Modifies the timestamp of files or directories supplied as arguments. If a specified argument does not exist, touch creates an empty file by that name in the current directory.
UNIX (and therefore Linux) has processes that are essentially tasks running on the operating system infrastructure. Each time a command is invoked, the invocation results in one or more processes being spawned. Processes belong to users, and in general are insulated from one another. Often, the only time general users of the system are concerned with processes is when one refuses to respond; this is commonly referred to as a program hang .
To list the current processes spawned that are started from a particular shell or its parent shell, you can use the ps (processes spawned) command:
$ ps PID TTY TIME CMD 5355 pts/0 00:00:00 bash 5381 pts/0 00:00:00 ps
To list all the processes on the system, you can use the ps command with the “A option:
$ ps -A PID TTY TIME CMD 1 ? 00:00:04 init 2 ? 00:00:00 keventd 3 ? 00:00:03 kapmd 4 ? 00:00:00 ksoftirqd_CPU0 5 ? 00:00:03 kswapd 6 ? 00:00:00 bdflush 7 ? 00:00:00 kupdated 8 ? 00:00:00 mdrecoveryd ...
Note that this option is case-sensitive.
Processes represent commands that were executed. But what ps does not tell you (at least not easily) is what the complete command line was when the process was invoked. Sometimes, you need to know what arguments were passed to the command and what options were invoked. To see the complete command line of a process with the name of the owner of the process , you can coax the ps command with the “auxww options:
$ ps -auxww USER PID %CPU %MEM VSZ RSS TTY STAT START TIME COMMAND root 1 0.0 0.2 1336 428 ? S Jan15 0:04 init ... root 449 0.0 0.3 2056 756 ? S Jan15 0:00 /sbin/dhclient -1 -q -lf /var/lib/dhcp/dhclient-eth0.leases -pf /var/run/dhclient-eth0.pid -cf /etc/dhclient-eth0.conf eth0 root 619 0.0 0.2 1328 412 ? S Jan15 0:00 /usr/sbin/apmd -p 10 -w 5 -W -P /etc/sysconfig/apm-scripts/apmscript ident 657 0.0 0.3 27032 708 ? S Jan15 0:00 identd root 671 0.0 0.4 3276 860 ? S Jan15 0:00 /usr/sbin/sshd root 685 0.0 0.3 2096 752 ? S Jan15 0:00 xinetd -stayalive -reuse -pidfile /var/run/xinetd.pid deepakt 5270 0.0 3.1 16436 5952 ? S 12:03 0:04 /usr/bin/gnome-session deepakt 5313 0.0 0.3 2900 724 ? S 12:03 0:00 /usr/bin/ssh-agent /etc/X11/xinit/Xclients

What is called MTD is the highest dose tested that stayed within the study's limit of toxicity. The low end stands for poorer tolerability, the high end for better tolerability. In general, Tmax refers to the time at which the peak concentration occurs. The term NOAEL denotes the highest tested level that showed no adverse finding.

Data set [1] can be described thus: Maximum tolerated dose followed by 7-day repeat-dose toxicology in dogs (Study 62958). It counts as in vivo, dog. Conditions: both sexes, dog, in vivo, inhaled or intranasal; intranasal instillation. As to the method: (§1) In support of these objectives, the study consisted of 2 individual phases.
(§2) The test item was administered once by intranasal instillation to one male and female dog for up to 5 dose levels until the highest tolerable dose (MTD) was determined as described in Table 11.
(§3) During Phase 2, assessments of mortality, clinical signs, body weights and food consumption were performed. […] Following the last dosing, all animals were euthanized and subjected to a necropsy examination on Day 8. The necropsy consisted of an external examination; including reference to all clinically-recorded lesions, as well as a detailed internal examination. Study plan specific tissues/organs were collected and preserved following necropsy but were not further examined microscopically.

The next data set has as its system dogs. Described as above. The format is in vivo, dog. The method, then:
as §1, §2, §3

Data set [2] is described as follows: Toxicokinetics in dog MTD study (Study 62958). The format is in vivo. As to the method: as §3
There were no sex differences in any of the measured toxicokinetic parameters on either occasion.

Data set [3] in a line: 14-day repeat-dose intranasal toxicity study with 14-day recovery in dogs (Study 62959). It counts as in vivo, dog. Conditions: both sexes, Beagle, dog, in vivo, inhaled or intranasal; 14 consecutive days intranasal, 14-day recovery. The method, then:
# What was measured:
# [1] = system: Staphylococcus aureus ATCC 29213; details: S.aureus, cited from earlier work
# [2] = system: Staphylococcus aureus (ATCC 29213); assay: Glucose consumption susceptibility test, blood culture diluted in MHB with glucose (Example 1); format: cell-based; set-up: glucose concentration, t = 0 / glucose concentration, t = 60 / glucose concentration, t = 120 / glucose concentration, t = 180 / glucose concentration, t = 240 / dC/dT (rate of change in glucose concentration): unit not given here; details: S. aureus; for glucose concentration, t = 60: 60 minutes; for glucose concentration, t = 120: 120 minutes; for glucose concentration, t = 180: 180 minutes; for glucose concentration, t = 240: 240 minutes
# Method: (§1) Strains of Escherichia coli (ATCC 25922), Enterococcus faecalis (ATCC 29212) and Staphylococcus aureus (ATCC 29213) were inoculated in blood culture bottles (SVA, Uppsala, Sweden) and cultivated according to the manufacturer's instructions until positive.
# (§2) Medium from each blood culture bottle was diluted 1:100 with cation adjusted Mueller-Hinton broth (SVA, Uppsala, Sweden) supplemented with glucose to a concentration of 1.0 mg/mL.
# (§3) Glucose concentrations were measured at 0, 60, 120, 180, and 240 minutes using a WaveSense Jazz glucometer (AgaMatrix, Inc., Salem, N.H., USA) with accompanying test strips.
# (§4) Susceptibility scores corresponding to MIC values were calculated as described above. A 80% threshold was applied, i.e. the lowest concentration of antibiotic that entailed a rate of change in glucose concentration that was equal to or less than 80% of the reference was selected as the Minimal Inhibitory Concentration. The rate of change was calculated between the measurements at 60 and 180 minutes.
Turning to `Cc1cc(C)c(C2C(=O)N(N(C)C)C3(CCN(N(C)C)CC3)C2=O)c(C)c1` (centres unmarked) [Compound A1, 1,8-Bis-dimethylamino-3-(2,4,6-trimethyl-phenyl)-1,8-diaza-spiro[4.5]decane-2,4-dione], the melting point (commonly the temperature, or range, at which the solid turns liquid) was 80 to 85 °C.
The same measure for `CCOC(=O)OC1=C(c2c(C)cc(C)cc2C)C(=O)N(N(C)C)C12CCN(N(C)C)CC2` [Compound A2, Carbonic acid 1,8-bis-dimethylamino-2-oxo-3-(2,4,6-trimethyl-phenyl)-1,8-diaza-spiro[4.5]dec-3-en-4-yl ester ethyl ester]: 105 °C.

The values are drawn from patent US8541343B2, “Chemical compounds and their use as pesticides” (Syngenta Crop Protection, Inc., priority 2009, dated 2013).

Now, the final column gives the complete command used. For example, the lines shown in bold show the complete command used to invoke the DHCP client daemon. What you should note in all of these cases is the presence of the PID column. The Process ID (PID) number is used to uniquely identify a process at any given time.
You can use the kill command to send a signal to a process by specifying the signal to be sent and the Process ID. The signal that most general users are interested in is the SIGTERM signal, which terminates the process. This is particularly useful for dealing with a process that is hanging or has run amok:
$ ps PID TTY TIME CMD 5355 pts/0 00:00:00 bash 5365 pts/0 00:00:00 haywire 5381 pts/0 00:00:00 ps $ kill s SIGTERM 5365 $ ps PID TTY TIME CMD 5355 pts/0 00:00:00 bash 5381 pts/0 00:00:00 ps
The SIGTERM signal can be handled by processes. In other words, it allows processes to clean up before exiting; for example, the process may want to close the files it has opened before exiting. If the safer option of SIGTERM does not work, you can resort to SIGKILL . The SIGKILL signal forces a process to terminate immediately ”it does not allow it to exit gracefully. The man 7 signal command lists and describes the complete set of signals.
The top command allows you to see which processes consume maximum resources on the system (see Figure 6-1). The top command refreshes the screen periodically because the resource consumption on a system usually fluctuates rapidly .
It is Linux s administrative commands that set it apart from GUI-based operating systems. These commands are as numerous as they are powerful. This section examines only the most important administrative commands (in terms of day-to-day use). More commands will be introduced in later chapters, especially in Chapter 11.
For day-to-day activity on your Linux system, it s generally a good idea to log in using a regular user account ”that is, one that has no administrative privileges. (For example, this protects you from the dangers of accidentally deleting or changing important files and configuration.)